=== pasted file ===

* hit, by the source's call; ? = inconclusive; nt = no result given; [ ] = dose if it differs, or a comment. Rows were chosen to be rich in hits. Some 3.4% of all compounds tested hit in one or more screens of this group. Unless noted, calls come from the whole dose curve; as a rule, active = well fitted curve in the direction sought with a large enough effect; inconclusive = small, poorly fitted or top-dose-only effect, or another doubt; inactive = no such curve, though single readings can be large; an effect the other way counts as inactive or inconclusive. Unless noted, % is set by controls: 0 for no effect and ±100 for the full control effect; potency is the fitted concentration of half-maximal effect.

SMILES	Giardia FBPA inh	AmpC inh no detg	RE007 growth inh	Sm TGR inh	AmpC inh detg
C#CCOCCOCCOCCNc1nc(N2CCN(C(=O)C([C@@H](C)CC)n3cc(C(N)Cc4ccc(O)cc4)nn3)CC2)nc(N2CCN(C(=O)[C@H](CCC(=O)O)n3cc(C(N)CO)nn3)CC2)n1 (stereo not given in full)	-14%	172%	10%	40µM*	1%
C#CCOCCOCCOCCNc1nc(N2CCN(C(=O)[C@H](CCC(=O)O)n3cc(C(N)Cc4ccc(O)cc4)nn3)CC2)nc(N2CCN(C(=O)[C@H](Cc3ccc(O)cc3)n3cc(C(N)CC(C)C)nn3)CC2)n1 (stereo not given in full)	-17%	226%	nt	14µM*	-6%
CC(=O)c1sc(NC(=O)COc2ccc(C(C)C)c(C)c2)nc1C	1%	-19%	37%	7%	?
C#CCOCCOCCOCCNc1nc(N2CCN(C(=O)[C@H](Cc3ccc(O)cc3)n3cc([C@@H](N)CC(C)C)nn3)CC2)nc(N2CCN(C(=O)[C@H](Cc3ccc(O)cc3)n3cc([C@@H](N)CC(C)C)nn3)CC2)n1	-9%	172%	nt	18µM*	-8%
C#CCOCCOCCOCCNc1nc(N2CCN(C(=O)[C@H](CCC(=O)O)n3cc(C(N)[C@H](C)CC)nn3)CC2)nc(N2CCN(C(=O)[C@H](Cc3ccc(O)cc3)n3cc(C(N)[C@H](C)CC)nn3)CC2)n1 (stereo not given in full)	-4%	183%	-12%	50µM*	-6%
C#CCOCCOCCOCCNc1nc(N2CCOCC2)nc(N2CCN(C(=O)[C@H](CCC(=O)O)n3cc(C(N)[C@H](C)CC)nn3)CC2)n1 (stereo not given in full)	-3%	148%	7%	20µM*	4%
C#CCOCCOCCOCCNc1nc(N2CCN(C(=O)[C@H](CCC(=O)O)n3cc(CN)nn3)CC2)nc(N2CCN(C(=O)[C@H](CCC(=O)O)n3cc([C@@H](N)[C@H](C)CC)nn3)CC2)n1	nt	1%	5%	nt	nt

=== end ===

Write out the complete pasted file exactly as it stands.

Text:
* hit, by the source's call; ? = inconclusive; nt = no result given; [ ] = dose if it differs, or a comment. Rows were chosen to be rich in hits. Some 3.4% of all compounds tested hit in one or more screens of this group. Unless noted, calls come from the whole dose curve; as a rule, active = well fitted curve in the direction sought with a large enough effect; inconclusive = small, poorly fitted or top-dose-only effect, or another doubt; inactive = no such curve, though single readings can be large; an effect the other way counts as inactive or inconclusive. Unless noted, % is set by controls: 0 for no effect and ±100 for the full control effect; potency is the fitted concentration of half-maximal effect.

SMILES	Giardia FBPA inh	AmpC inh no detg	RE007 growth inh	Sm TGR inh	AmpC inh detg
C#CCOCCOCCOCCNc1nc(N2CCN(C(=O)C([C@@H](C)CC)n3cc(C(N)Cc4ccc(O)cc4)nn3)CC2)nc(N2CCN(C(=O)[C@H](CCC(=O)O)n3cc(C(N)CO)nn3)CC2)n1 (stereo not given in full)	-14%	172%	10%	40µM*	1%
C#CCOCCOCCOCCNc1nc(N2CCN(C(=O)[C@H](CCC(=O)O)n3cc(C(N)Cc4ccc(O)cc4)nn3)CC2)nc(N2CCN(C(=O)[C@H](Cc3ccc(O)cc3)n3cc(C(N)CC(C)C)nn3)CC2)n1 (stereo not given in full)	-17%	226%	nt	14µM*	-6%
CC(=O)c1sc(NC(=O)COc2ccc(C(C)C)c(C)c2)nc1C	1%	-19%	37%	7%	?
C#CCOCCOCCOCCNc1nc(N2CCN(C(=O)[C@H](Cc3ccc(O)cc3)n3cc([C@@H](N)CC(C)C)nn3)CC2)nc(N2CCN(C(=O)[C@H](Cc3ccc(O)cc3)n3cc([C@@H](N)CC(C)C)nn3)CC2)n1	-9%	172%	nt	18µM*	-8%
C#CCOCCOCCOCCNc1nc(N2CCN(C(=O)[C@H](CCC(=O)O)n3cc(C(N)[C@H](C)CC)nn3)CC2)nc(N2CCN(C(=O)[C@H](Cc3ccc(O)cc3)n3cc(C(N)[C@H](C)CC)nn3)CC2)n1 (stereo not given in full)	-4%	183%	-12%	50µM*	-6%
C#CCOCCOCCOCCNc1nc(N2CCOCC2)nc(N2CCN(C(=O)[C@H](CCC(=O)O)n3cc(C(N)[C@H](C)CC)nn3)CC2)n1 (stereo not given in full)	-3%	148%	7%	20µM*	4%
C#CCOCCOCCOCCNc1nc(N2CCN(C(=O)[C@H](CCC(=O)O)n3cc(CN)nn3)CC2)nc(N2CCN(C(=O)[C@H](CCC(=O)O)n3cc([C@@H](N)[C@H](C)CC)nn3)CC2)n1	nt	1%	5%	nt	nt